Mary A. Bryden, 57, of Sun City, Arizona passed away on August 29, 2017. She is survived by her father, Thomas Rogers, brothers, Tom Rogers, Vic Rogers and John Rogers, son Chris Gurnsey, grandchildren Sara Gurnsey and Ashlynn Gurnsey-Tufano. Mary was a very loving person who wanted nothing more than to spend every minute of… Continue Reading
Yes, they can assist you with out-of-state arrangements, either to transfer the remains to another state or from another state.
If you request immediate assistance, yes. If the family wishes to spend a short time with the deceased to say good bye, it’s acceptable. They will come when your time is right.
Most Funeral Directors are available 24 hours a day, seven days a week.
Other than the family, there are veteran, union, and other organizational benefits to pay for funerals, including, in certain instances, a lump sum death payment from Social Security. In most states, some form of public aid allowances are available from either the state, county, or city or a combination. Most funeral directors are aware of… Read More »
No. Talking about the mark up on caskets is really not the point. Most items–clothing, furniture, jewelry–are marked up as much or more than caskets. The real question is whether the funeral director is making an excessive profit, And that answer is “No.” Profits run around 12.5% before taxes — not excessive by any standard.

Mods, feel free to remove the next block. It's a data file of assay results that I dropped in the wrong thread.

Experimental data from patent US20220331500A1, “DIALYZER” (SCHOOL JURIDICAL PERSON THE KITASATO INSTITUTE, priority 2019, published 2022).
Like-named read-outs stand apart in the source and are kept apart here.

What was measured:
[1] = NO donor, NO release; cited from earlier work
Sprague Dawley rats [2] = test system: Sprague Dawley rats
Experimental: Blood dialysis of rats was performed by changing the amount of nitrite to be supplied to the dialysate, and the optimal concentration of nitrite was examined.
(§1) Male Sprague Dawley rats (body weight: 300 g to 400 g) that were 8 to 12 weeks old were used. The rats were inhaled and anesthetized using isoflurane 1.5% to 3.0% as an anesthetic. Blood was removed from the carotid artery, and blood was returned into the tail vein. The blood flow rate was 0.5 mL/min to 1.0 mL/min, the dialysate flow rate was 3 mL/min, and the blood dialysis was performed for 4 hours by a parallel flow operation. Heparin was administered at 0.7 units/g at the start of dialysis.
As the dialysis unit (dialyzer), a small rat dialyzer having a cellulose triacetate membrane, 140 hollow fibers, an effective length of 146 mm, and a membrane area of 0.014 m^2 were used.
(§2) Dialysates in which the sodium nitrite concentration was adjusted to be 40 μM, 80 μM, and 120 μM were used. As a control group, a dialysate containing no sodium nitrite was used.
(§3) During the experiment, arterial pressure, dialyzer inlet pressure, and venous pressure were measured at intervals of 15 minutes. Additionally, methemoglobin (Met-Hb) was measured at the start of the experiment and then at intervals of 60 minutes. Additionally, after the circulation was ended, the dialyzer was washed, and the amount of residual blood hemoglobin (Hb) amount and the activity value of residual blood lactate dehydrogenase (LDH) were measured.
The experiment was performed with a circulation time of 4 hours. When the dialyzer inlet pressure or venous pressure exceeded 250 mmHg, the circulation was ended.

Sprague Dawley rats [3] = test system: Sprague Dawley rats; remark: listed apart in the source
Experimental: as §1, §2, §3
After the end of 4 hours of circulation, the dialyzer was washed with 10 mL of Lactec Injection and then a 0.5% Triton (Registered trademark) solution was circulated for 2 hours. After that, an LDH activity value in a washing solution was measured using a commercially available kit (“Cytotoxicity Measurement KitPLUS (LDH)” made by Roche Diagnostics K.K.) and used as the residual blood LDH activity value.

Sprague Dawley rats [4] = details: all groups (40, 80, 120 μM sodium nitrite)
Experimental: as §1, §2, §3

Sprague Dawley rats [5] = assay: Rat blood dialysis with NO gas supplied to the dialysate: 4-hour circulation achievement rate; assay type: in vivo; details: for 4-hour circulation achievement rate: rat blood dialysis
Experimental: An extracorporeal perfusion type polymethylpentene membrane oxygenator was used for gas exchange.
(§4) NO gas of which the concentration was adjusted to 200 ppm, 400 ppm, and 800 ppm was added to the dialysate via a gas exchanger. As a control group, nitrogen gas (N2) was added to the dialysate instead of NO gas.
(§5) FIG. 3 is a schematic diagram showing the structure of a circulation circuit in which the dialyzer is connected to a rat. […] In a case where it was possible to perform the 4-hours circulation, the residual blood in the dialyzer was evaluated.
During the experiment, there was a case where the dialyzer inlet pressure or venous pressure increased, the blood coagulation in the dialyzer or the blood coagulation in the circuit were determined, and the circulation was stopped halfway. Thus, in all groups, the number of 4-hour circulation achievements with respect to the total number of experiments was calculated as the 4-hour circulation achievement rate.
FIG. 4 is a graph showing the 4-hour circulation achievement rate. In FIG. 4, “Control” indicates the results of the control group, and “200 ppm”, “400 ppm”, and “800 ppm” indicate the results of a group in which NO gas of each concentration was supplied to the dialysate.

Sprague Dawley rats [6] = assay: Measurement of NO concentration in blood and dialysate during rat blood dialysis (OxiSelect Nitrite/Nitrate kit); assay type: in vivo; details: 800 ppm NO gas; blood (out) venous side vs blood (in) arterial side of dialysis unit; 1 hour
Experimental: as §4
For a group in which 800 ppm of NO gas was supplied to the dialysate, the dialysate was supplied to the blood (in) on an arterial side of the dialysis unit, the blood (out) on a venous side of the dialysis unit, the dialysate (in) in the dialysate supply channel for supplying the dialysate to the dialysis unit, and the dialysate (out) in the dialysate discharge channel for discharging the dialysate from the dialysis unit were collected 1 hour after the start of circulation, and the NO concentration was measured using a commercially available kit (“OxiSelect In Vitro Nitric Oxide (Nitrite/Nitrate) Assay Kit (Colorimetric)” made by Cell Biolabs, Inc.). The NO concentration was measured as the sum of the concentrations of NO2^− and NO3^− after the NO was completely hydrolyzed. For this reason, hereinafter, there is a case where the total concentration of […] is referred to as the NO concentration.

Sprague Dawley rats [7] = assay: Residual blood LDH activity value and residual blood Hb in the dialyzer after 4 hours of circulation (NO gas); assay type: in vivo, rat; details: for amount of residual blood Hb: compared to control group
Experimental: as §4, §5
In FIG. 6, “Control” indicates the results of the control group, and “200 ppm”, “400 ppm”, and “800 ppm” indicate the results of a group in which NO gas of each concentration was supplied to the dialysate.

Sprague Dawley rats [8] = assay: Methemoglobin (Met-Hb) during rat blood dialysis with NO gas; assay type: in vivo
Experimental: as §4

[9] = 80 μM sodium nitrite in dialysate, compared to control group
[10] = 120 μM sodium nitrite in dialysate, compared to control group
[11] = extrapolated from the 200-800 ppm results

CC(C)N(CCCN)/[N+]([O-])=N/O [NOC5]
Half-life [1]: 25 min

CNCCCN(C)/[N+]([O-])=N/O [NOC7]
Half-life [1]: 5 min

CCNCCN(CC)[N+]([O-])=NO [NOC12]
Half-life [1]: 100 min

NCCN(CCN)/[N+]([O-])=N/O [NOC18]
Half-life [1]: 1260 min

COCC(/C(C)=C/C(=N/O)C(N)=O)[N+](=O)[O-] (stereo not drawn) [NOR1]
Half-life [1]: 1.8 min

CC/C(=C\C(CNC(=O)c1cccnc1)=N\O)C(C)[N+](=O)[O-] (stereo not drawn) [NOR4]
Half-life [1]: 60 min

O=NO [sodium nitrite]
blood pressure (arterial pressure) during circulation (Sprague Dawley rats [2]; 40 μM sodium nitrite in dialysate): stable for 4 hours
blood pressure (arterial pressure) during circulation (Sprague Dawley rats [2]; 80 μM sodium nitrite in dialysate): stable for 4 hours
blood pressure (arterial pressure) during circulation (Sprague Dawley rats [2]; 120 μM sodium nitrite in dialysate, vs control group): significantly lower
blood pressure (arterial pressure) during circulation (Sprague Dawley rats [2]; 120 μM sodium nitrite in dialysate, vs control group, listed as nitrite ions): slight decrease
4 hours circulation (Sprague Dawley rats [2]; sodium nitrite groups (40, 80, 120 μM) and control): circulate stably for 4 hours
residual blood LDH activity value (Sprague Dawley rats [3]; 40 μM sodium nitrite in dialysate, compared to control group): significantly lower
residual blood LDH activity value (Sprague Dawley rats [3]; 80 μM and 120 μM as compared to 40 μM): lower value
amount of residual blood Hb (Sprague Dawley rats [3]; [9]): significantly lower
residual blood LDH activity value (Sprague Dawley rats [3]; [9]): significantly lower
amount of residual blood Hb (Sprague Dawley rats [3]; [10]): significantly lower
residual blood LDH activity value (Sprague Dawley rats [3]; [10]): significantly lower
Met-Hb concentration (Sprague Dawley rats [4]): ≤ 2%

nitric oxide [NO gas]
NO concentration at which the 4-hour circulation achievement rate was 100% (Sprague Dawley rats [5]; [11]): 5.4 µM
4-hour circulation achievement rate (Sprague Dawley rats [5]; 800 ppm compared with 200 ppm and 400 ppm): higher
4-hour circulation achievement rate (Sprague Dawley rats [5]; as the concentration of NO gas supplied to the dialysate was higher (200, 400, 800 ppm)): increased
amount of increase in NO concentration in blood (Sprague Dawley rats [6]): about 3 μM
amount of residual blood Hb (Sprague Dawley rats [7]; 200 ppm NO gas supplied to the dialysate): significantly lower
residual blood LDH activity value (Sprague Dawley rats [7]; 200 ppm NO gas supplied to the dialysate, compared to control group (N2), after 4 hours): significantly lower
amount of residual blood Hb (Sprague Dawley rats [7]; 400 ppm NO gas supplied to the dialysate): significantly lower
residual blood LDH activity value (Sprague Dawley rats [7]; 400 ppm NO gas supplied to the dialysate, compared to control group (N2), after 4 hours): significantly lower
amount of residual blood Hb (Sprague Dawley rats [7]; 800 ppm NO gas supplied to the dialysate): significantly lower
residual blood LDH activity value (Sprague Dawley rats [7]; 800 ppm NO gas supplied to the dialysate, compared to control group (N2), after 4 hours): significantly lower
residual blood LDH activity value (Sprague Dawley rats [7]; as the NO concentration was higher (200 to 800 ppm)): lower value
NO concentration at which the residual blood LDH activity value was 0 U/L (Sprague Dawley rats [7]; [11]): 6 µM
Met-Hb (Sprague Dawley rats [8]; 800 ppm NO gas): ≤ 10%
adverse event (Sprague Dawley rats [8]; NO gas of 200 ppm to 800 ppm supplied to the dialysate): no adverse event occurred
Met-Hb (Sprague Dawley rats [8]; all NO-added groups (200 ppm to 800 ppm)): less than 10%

Funeral directors look upon their profession as a service, but it is also a business. Like any business, funeral homes must make a profit to exist. As long as the profit is reasonable and the services rendered are necessary, complete, and satisfactory to the family, profit is legitimate.
Funeral directors are caring individuals who help people deal with a very stressful time. They serve the same families 80% of the time, and many have spent most of their lives in the same community. If they took advantage of bereaved families, they could not stay in business. The fact that the average funeral home… Read More »
Funeral service is regulated by the FTC and state licensing boards. In most cases, the consumer should discuss problems with the funeral director first. If the dispute cannot be solved by talking with the funeral director, the consumer may wish to contact the Funeral Service Consumer Assistance Program. FSCAP provides information, mediates disputes, provides arbitration,… Read More »
When compared to other major life cycle events, like births and weddings, funerals are not expensive. A wedding costs at least three times as much; but because it is a happy event, wedding costs are rarely criticized. A funeral home is a 24-hour, labor-intensive business, with extensive facilities (viewing rooms, chapels, limousines, hearses, etc.), these… Read More »